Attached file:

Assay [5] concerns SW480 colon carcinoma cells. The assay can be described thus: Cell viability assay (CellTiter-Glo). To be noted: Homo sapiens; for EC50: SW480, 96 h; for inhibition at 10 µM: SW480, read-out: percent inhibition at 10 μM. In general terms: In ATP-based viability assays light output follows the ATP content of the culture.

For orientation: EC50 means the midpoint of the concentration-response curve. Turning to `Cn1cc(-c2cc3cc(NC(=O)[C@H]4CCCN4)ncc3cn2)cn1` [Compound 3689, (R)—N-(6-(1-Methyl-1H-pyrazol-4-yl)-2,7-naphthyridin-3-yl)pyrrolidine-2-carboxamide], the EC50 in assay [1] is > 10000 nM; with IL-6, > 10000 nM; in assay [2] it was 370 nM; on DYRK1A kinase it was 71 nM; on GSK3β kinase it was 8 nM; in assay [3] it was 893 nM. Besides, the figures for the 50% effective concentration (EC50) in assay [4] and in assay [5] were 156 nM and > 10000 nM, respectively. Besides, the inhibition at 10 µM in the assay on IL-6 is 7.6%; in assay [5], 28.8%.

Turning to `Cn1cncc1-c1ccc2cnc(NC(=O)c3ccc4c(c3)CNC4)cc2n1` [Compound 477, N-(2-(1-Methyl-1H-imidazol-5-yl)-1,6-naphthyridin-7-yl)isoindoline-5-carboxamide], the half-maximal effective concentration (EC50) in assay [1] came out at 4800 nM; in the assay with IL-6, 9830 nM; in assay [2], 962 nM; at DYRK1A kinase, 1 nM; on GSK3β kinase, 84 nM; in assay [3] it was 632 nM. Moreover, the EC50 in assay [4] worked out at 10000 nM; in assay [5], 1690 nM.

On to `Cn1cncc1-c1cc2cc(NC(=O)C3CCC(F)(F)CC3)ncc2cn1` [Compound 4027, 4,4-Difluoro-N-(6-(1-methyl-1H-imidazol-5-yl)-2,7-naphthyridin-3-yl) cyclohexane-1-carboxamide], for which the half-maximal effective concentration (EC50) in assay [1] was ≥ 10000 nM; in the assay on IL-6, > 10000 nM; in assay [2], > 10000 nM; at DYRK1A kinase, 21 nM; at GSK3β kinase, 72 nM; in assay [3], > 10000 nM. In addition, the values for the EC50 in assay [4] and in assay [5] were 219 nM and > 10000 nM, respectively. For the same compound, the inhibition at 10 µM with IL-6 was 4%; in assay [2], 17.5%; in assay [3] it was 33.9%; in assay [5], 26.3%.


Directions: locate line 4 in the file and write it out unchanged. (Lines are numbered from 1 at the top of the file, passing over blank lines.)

On to `Cn1cncc1-c1cc2cc(NC(=O)C3CCC(F)(F)CC3)ncc2cn1` [Compound 4027, 4,4-Difluoro-N-(6-(1-methyl-1H-imidazol-5-yl)-2,7-naphthyridin-3-yl) cyclohexane-1-carboxamide], for which the half-maximal effective concentration (EC50) in assay [1] was ≥ 10000 nM; in the assay on IL-6, > 10000 nM; in assay [2], > 10000 nM; at DYRK1A kinase, 21 nM; at GSK3β kinase, 72 nM; in assay [3], > 10000 nM. In addition, the values for the EC50 in assay [4] and in assay [5] were 219 nM and > 10000 nM, respectively. For the same compound, the inhibition at 10 µM with IL-6 was 4%; in assay [2], 17.5%; in assay [3] it was 33.9%; in assay [5], 26.3%.